Santa Rosa weighs options for downtown development through 2040
Santa Rosa’s downtown could add 7,000 new homes and more than 2,000 jobs housed in a collection of tall buildings over the next two decades while connecting Fourth Street through the Santa Rosa Plaza mall, according to three versions of a new plan to transform the heart of the largest city in Sonoma County.
The three proposed plan alternatives — dubbed “Vibrant Core,” “Village Centers” and “Transit Forward” — all would continue a current plan to eventually connect Fourth Street, which is divided by the downtown mall. The plans are going before the City Council and the Planning Commission at 10 a.m. Tuesday at Santa Rosa City Hall.
Santa Rosa’s current plan, adopted in 2007, envisions about 3,400 new homes downtown to be built over 20 years. Only 375 units have been built or approved, according to city data. Over the past few years, spurred by the October 2017 fires, Santa Rosa has ramped up efforts to entice new housing development, particularly near its two Sonoma-Marin Area Rail Transit stations.
All three new plan options are estimated to result in 7,000 new homes in the downtown area and between 2,000 and 4,000 new jobs, though the precise location of the new housing varies. Each would include some sort of connection through the mall property, though they differ on whether this proposed passage would be a full street or a route just for pedestrians and bicyclists.
The eventual downtown plan will likely combine elements of all three plans based on feedback from city officials, residents and others with interest in Santa Rosa’s future downtown, said Andrew Hill, a principal with Dyett & Bhatia, an Oakland-based consulting firm helping Santa Rosa cobble together a single vision by the end of the year.
“We’ll be letting people kick the tires on those various different alternatives to understand the pros and cons,” he said, noting that the idea of a connected Fourth Street through the mall property has been “resoundingly supported” by members of the public.
The “Vibrant Core” option would see new housing mostly concentrated around Old Courthouse Square. New housing on Third Street between Morgan and E streets could be required to be at least six stories with no height limits.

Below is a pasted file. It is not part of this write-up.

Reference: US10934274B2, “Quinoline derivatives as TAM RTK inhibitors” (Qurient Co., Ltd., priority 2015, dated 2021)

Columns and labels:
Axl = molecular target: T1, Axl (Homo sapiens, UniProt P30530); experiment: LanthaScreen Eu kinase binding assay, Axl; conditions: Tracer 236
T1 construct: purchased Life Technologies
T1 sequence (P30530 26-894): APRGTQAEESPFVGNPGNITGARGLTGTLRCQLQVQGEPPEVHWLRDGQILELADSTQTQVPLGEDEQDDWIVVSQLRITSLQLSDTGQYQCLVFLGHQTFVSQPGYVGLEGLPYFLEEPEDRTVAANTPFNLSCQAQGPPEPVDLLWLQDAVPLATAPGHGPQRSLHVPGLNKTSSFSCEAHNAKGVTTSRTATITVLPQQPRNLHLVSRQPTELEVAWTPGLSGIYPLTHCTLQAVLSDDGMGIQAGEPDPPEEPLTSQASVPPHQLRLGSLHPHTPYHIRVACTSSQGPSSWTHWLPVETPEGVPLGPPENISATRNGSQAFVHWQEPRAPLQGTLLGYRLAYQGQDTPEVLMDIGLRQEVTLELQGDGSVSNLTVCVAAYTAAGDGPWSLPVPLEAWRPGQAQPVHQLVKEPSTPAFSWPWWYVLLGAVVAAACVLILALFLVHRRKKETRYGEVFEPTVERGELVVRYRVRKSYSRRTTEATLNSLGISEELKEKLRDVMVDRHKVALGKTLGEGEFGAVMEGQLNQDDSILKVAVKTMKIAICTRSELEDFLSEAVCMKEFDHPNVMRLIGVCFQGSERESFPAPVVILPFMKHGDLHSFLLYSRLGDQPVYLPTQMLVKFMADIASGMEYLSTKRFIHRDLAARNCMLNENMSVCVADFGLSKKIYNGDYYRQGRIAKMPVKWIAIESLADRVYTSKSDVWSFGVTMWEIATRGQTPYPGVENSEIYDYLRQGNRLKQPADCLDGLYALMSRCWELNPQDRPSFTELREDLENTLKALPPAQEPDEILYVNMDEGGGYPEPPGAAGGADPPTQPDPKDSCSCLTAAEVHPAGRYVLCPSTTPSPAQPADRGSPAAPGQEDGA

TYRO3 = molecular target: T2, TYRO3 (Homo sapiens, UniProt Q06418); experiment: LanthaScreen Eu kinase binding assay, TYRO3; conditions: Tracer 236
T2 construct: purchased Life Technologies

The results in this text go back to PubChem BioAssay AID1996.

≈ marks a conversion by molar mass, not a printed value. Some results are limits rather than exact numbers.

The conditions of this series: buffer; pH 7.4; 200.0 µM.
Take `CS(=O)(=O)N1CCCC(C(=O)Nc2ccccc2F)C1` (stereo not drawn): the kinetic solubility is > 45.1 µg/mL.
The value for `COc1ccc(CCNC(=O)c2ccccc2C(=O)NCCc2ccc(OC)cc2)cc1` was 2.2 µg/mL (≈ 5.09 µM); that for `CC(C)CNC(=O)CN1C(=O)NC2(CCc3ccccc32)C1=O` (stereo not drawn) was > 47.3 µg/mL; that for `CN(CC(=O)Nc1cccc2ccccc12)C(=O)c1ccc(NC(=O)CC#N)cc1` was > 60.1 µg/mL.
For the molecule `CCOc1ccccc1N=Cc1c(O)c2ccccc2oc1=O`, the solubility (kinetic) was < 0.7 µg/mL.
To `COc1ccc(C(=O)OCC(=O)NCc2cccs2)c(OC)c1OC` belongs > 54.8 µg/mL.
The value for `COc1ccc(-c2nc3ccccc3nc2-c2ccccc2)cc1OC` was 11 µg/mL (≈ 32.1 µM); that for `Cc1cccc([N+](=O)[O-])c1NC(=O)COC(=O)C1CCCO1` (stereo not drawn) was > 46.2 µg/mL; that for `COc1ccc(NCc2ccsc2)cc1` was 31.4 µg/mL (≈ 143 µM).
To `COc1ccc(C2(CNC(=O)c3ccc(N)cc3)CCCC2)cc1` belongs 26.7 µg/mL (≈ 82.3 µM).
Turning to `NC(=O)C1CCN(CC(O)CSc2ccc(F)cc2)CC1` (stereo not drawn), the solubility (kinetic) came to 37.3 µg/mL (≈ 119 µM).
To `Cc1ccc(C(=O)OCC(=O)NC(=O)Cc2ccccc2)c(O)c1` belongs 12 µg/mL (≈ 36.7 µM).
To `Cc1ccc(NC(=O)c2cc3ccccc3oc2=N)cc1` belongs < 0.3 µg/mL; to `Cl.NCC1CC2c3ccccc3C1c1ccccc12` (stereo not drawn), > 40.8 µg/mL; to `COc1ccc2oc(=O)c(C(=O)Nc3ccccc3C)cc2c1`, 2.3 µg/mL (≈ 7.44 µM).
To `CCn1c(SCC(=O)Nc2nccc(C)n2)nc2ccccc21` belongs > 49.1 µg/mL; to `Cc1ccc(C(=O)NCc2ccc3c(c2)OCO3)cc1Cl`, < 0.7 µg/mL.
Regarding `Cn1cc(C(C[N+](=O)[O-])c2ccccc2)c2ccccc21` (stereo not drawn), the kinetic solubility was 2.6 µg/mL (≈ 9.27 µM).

The “Village Centers” alternative would create and connect newly dense neighborhoods of hundreds of homes near the square; along Santa Rosa Avenue; west of the Railroad Square SMART station; in the Maxwell Court area; along the eastern reaches of Sebastopol Road between downtown and Roseland; and on West Third Street.
New transportation work would improve pathways between these areas, which would revolve around public parks or plazas, to create a downtown with housing diffused across these different “villages,” Hill said.
“Each would have its own unique character,” he said.
The third option, dubbed “Transit Forward,” would call for new housing to spring up along stretches of Mendocino and Santa Rosa avenues, Third Street, and Sebastopol Road alongside improved transit service stemming from an expanded city transit mall on Second Street.
These roads could be remade to prioritize bus routes while ensuring lanes for bicyclists and creating wide sidewalks for pedestrians. The Fourth Street connector through the Santa Rosa Plaza mall is an element of downtown that exists in the city’s current area plan.
Simon Property Group, which owns the mall and could not be reached for comment Monday afternoon, has been involved with the ongoing planning discussions as well as other downtown business and development interests.
The inclusion of the connector “doesn’t necessarily mean that we are looking to have the mall demolished and re-done as something else,” said Jessica Jones, a supervising planner with the city. A free shuttle like the short-lived service the city operated downtown until March, a major redevelopment project on the current site of City Hall and improvements to downtown highway underpasses also are potential elements of the new downtown plan. The planning efforts haven’t gotten to the level of specific changes to city ordinances or zoning.
“We’re still looking at a very conceptual level,” Hill said.
More information is available online at plandowntownsr.com.